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Washington Metro’s Unemployment Rate at 4.9 percent

Wednesday, June 2, 2021
(Washington, DC) - The District of Columbia’s Department of Employment Services (DOES) reported today that the preliminary April job estimates show an increase of 22,700 jobs for a total of 2,606,700 jobs in the Washington Metropolitan Division. The private sector increased by 20,900 jobs, while the public sector increased by 1,800 jobs. The Washington Metropolitan Division's not seasonally adjusted April 2021 unemployment rate was 4.9 percent, which is a decrease of 0.7 percentage points from the revised March 2021 rate of 5.6 percent.  The Washington Metropolitan Division’s unemployment rate was 9.8 percent in April 2020, which was 4.9 percentage points higher than the current unemployment rate of 4.9 percent.
 
Over-the-Month Area Civilian Labor Force, Employment and Unemployment Data
     
The total civilian labor force in the Washington Metropolitan Division for April 2021 was 2,658,200, of which 2,528,300 were employed and 129,900 were unemployed.  The unemployment rate was 4.9 percent.  The total civilian labor force in the Suburban Ring of the Communities surrounding the District of Columbia was 2,924,900, of which 2,785,000 were employed and 139,900 were unemployed.  The unemployment rate for this area was 4.8 percent.  In the Washington Metropolitan Statistical Area, which includes the Washington Metropolitan Division and the Bethesda-Gaithersburg-Frederick, Maryland Metropolitan Division, the civilian labor force was 3,325,900, of which 3,159,500 were employed and 166,400 were unemployed.  The unemployment rate for this area was 5.0 percent.  For the month, the unemployment rate for the Washington Metropolitan Division declined by 0.7 percentage points, while the unemployment rates for the Washington Metropolitan Statistical Area and the Suburban Ring declined by 0.6 percentage points from the previous month’s rate.

Over-the-Year Area Civilian Labor Force, Employment and Unemployment Data
 
The Washington Metropolitan Division’s civilian labor force decreased over the year by 51,400, while the number of employed increased by 85,500, and the number of unemployed decreased by 136,900.  The civilian labor force for the Suburban Ring decreased over the year by 46,200, while the number of employed increased by 89,800, and the number of unemployed decreased by 136,100.  Meanwhile, the Washington Metropolitan Statistical Area’s civilian labor force decreased by 50,700, while the number of employed increased by 101,800 and the number of unemployed decreased by 152,500.  For the year, the unemployment rate for the Washington Metropolitan Division declined by 4.9 percentage points, the unemployment rate for the Washington Metropolitan Statistical Area decreased by 4.4 percentage points, and the unemployment rate for the Suburban Ring decreased by 4.5 percentage points from a year ago.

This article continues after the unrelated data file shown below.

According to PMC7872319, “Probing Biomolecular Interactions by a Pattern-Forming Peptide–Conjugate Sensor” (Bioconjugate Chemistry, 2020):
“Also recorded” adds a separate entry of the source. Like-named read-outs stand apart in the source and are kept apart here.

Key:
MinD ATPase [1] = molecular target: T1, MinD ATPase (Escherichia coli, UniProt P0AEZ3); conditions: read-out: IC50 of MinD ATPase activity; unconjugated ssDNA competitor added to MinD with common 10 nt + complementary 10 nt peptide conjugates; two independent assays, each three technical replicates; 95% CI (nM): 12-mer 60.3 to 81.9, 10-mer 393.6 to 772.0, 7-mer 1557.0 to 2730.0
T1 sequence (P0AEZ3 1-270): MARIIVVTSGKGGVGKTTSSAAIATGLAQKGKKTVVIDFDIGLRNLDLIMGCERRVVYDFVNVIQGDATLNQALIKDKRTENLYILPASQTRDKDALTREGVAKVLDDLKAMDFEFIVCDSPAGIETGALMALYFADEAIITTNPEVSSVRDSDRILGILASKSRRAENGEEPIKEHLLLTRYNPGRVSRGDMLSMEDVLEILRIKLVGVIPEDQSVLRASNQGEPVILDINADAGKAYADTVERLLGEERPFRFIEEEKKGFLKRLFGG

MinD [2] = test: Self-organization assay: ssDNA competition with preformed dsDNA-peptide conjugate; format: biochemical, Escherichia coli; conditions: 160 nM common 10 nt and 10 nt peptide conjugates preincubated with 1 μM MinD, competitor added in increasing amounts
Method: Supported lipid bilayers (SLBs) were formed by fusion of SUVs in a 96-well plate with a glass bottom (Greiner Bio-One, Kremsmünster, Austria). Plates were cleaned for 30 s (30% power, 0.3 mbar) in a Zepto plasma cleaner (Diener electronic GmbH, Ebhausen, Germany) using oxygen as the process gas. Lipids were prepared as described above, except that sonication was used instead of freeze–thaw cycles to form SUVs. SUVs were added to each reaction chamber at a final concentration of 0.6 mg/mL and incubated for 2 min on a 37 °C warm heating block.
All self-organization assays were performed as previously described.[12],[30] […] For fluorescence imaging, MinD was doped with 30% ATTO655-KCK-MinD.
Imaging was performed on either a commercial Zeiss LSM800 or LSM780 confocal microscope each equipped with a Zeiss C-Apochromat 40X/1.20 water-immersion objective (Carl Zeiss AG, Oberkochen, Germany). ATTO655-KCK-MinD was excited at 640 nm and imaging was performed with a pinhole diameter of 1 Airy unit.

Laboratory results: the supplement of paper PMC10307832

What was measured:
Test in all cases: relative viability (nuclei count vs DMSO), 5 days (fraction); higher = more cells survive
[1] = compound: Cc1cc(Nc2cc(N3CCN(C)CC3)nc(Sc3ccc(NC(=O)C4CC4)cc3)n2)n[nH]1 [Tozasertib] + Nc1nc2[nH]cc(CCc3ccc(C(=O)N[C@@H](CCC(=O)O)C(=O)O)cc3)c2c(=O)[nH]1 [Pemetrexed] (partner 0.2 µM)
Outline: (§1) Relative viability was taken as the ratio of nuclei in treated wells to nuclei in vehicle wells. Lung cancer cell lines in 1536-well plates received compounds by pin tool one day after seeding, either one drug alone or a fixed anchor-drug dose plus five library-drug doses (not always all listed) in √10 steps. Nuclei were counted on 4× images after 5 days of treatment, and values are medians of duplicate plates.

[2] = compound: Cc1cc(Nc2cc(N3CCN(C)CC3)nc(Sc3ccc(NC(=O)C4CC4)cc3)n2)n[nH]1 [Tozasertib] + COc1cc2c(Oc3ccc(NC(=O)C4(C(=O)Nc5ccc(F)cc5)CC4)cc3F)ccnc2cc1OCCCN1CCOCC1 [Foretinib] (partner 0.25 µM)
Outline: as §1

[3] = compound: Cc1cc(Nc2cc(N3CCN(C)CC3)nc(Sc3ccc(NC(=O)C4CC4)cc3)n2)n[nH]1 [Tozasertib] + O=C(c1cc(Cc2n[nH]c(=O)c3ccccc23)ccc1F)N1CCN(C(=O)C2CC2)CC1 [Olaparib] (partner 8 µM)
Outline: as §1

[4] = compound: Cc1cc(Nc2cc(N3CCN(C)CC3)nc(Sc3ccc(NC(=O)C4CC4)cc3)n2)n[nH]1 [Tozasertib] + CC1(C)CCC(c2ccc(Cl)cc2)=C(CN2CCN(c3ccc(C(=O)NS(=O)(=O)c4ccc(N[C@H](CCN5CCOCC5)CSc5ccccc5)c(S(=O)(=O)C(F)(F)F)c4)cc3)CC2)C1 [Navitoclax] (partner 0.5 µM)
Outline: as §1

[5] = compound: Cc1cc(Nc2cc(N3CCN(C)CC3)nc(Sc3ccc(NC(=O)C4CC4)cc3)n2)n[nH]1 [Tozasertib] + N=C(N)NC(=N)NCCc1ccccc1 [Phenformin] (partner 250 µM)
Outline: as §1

Metropolitan Division’s Job Growth
 
Total wage and salary employment in the Washington Metropolitan Division increased over the month by 22,700 jobs. The private sector increased by 20,900 jobs, while the public sector increased by 1,800 jobs over-the-month. One private sector had over-the-month job loss. Job decrease was registered in mining, logging and construction (-300 jobs). Job increases were registered in manufacturing (200 jobs); trade transportation & utilities (400 jobs); information services (1,400 jobs); financial activities (700 jobs); professional and business services (5,400 jobs); educational and health services (1,800 jobs); leisure and hospitality services (10,700 jobs) and other services (600 jobs).  Government overall increased by 1,800 jobs over the month. The federal government increased 1,700 jobs, state government decreased by 400 jobs and the local government increased by 500 jobs.
During the past 12 months, employment in the Washington Metropolitan Division increased by 161,800 jobs. The private sector increased by 156,500 jobs, while the public sector increased by 5,300 jobs. The private sector loss was registered in financial activities (-1,800 jobs). Job increases were registered in manufacturing (3,500 jobs); mining, logging, and construction (4,800 jobs); trade, transportation and utilities (32,900 jobs); information (600 jobs); professional and business services (10,000 jobs); educational and health services (27,000 jobs); leisure and hospitality services (71,400 jobs) and other services (8,100 jobs). The private sector increased by 5,300 jobs.  Federal government shows an increase of 5,200 jobs, while State government increased 300 jobs and the local government decreased 200 jobs.
 
Washington Metropolitan Statistical Area Explanations
 
Estimated Labor Force and Employment for the Washington-Arlington-Alexandria, DC-VA-MD-WV Metropolitan Division includes: The District of Columbia, Virginia Cities of Alexandria, Fairfax, Falls Church, Fredericksburg, Manassas, Manassas Park and the Virginia Counties of Arlington, Clarke, Fairfax, Fauquier, Loudon, Prince William, Spotsylvania, Stafford, Warren, Rappahannock and Culpeper; the Maryland Counties of Calvert, Charles, and Prince Georges; and the West Virginia County of Jefferson.
 
The estimates for the Washington-Arlington-Alexandria, DC-VA-MD-WV Metropolitan Statistical Area will be the summation of the estimates for the Washington-Arlington-Alexandria, DC-VA-MD-WV Metropolitan Division (contained in this release) and the Bethesda-Gaithersburg-Frederick, MD Metropolitan Division (to be released by the Maryland Department of Labor, Licensing and Regulation).
 
Data reflects the 2020 annual benchmark revisions.